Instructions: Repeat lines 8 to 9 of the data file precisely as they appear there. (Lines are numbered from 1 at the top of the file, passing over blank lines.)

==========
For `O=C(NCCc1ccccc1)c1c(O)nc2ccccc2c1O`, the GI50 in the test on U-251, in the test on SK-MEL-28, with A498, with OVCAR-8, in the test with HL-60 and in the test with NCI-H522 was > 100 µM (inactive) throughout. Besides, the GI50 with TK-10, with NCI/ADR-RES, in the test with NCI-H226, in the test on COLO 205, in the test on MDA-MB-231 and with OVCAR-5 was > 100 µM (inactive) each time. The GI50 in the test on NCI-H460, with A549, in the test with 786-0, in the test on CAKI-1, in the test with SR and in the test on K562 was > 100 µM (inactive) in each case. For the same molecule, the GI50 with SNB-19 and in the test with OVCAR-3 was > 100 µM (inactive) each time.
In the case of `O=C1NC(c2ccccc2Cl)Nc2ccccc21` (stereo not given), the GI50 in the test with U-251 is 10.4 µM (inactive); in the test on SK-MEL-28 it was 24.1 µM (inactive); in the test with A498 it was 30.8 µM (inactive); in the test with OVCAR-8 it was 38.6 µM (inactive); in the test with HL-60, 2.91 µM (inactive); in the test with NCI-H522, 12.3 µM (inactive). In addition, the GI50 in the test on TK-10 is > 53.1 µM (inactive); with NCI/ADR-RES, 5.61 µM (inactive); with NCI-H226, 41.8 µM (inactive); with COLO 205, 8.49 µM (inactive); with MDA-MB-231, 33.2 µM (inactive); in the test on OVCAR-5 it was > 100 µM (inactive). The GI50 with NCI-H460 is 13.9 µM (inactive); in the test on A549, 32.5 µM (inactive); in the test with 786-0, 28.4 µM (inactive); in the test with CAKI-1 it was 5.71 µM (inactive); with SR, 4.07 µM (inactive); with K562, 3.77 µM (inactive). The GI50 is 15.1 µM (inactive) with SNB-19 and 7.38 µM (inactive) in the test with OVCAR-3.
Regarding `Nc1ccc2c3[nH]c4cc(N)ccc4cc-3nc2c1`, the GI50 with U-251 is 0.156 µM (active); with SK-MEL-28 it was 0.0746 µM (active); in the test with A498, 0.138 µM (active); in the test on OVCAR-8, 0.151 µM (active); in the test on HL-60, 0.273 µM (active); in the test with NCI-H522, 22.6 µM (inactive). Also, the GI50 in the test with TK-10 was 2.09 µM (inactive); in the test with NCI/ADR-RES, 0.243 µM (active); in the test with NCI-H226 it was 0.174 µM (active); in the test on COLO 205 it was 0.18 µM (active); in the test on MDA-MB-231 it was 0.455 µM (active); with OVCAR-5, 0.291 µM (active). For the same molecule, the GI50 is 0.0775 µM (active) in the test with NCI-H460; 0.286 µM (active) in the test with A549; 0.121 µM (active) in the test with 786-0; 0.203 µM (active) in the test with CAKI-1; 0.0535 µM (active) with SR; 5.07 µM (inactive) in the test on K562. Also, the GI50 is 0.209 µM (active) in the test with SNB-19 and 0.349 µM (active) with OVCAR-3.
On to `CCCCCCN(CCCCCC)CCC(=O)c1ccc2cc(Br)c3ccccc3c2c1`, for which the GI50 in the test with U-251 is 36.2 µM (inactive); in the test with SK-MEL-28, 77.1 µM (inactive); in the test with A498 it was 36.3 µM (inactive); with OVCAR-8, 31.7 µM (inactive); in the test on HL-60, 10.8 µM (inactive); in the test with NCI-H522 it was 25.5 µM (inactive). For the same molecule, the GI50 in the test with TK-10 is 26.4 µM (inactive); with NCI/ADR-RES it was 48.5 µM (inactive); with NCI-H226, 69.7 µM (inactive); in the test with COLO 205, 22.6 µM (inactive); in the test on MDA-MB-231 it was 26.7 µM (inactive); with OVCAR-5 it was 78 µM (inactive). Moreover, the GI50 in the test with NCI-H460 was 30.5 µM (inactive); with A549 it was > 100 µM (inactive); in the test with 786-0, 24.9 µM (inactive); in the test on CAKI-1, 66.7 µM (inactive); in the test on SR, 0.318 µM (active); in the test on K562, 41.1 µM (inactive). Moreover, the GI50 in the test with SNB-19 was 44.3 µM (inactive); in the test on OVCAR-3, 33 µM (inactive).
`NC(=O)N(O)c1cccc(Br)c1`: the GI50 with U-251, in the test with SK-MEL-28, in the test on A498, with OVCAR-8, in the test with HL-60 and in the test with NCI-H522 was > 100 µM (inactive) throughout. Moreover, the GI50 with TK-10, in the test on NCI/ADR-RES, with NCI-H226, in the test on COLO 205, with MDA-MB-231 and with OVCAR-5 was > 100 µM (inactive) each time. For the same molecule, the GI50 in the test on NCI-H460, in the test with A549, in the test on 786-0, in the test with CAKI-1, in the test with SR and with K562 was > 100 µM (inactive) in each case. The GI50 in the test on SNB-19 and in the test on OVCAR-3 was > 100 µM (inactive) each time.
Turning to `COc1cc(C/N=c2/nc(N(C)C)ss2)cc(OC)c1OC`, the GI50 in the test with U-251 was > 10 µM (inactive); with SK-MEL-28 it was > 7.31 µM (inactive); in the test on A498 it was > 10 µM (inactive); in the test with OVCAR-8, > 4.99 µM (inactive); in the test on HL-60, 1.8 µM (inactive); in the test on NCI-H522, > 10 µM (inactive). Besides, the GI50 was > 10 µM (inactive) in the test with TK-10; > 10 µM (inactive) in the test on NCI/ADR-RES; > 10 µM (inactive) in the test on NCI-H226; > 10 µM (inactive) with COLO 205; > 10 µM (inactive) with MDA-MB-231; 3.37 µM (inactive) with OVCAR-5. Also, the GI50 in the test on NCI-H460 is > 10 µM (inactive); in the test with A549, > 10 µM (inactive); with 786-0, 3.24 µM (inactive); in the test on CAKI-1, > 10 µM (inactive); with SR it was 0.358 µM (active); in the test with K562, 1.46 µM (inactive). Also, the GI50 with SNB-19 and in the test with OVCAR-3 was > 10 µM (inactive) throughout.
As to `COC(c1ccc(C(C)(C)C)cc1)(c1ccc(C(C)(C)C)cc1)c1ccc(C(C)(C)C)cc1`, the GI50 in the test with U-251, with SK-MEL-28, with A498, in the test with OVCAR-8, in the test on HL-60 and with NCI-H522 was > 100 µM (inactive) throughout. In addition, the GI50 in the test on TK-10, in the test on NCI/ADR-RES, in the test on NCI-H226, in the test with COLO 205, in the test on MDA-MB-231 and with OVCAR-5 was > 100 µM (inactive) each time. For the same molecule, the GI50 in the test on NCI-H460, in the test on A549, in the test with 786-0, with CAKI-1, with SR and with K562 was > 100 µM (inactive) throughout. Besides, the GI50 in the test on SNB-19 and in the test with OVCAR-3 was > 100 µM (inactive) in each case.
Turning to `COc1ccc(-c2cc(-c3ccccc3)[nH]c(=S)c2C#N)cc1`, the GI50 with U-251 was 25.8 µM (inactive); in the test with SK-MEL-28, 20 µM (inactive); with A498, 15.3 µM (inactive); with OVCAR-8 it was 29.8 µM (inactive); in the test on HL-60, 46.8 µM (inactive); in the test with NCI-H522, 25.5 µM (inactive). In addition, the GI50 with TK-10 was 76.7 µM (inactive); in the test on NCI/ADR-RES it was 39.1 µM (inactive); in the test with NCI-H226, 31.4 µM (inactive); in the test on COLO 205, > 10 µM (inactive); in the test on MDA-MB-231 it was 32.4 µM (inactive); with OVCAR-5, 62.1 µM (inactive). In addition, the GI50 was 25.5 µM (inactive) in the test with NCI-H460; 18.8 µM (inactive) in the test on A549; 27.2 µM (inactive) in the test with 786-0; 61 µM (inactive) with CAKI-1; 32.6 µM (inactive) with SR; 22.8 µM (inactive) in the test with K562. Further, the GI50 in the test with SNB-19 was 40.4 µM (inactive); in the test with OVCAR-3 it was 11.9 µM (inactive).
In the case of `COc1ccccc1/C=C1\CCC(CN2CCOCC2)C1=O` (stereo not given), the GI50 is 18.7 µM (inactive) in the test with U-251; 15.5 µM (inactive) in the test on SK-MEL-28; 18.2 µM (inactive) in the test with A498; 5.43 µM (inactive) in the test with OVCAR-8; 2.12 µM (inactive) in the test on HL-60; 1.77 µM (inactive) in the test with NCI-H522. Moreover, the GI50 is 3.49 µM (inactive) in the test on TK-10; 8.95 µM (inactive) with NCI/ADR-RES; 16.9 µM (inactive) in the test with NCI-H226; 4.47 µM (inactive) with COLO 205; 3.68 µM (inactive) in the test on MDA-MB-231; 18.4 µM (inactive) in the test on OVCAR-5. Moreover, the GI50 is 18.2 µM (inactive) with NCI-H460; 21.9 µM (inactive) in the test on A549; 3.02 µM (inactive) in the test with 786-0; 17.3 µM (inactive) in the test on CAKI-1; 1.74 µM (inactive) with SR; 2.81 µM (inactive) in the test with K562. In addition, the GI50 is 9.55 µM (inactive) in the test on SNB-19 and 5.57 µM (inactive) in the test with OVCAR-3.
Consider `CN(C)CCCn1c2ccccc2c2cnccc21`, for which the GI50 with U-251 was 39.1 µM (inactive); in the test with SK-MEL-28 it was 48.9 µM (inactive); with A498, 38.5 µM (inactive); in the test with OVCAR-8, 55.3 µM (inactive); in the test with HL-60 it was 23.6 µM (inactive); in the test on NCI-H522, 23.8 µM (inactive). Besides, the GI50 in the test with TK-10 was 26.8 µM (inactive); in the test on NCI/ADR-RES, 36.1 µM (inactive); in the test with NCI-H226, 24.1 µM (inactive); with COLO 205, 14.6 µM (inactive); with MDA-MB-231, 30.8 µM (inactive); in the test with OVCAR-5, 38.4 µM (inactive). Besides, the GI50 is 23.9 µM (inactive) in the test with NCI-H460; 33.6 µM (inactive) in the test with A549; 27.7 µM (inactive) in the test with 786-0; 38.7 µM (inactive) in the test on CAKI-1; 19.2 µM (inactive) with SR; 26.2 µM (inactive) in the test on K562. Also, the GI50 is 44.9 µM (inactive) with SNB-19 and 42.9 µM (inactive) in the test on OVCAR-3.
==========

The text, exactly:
Turning to `COc1ccc(-c2cc(-c3ccccc3)[nH]c(=S)c2C#N)cc1`, the GI50 with U-251 was 25.8 µM (inactive); in the test with SK-MEL-28, 20 µM (inactive); with A498, 15.3 µM (inactive); with OVCAR-8 it was 29.8 µM (inactive); in the test on HL-60, 46.8 µM (inactive); in the test with NCI-H522, 25.5 µM (inactive). In addition, the GI50 with TK-10 was 76.7 µM (inactive); in the test on NCI/ADR-RES it was 39.1 µM (inactive); in the test with NCI-H226, 31.4 µM (inactive); in the test on COLO 205, > 10 µM (inactive); in the test on MDA-MB-231 it was 32.4 µM (inactive); with OVCAR-5, 62.1 µM (inactive). In addition, the GI50 was 25.5 µM (inactive) in the test with NCI-H460; 18.8 µM (inactive) in the test on A549; 27.2 µM (inactive) in the test with 786-0; 61 µM (inactive) with CAKI-1; 32.6 µM (inactive) with SR; 22.8 µM (inactive) in the test with K562. Further, the GI50 in the test with SNB-19 was 40.4 µM (inactive); in the test with OVCAR-3 it was 11.9 µM (inactive).
In the case of `COc1ccccc1/C=C1\CCC(CN2CCOCC2)C1=O` (stereo not given), the GI50 is 18.7 µM (inactive) in the test with U-251; 15.5 µM (inactive) in the test on SK-MEL-28; 18.2 µM (inactive) in the test with A498; 5.43 µM (inactive) in the test with OVCAR-8; 2.12 µM (inactive) in the test on HL-60; 1.77 µM (inactive) in the test with NCI-H522. Moreover, the GI50 is 3.49 µM (inactive) in the test on TK-10; 8.95 µM (inactive) with NCI/ADR-RES; 16.9 µM (inactive) in the test with NCI-H226; 4.47 µM (inactive) with COLO 205; 3.68 µM (inactive) in the test on MDA-MB-231; 18.4 µM (inactive) in the test on OVCAR-5. Moreover, the GI50 is 18.2 µM (inactive) with NCI-H460; 21.9 µM (inactive) in the test on A549; 3.02 µM (inactive) in the test with 786-0; 17.3 µM (inactive) in the test on CAKI-1; 1.74 µM (inactive) with SR; 2.81 µM (inactive) in the test with K562. In addition, the GI50 is 9.55 µM (inactive) in the test on SNB-19 and 5.57 µM (inactive) in the test with OVCAR-3.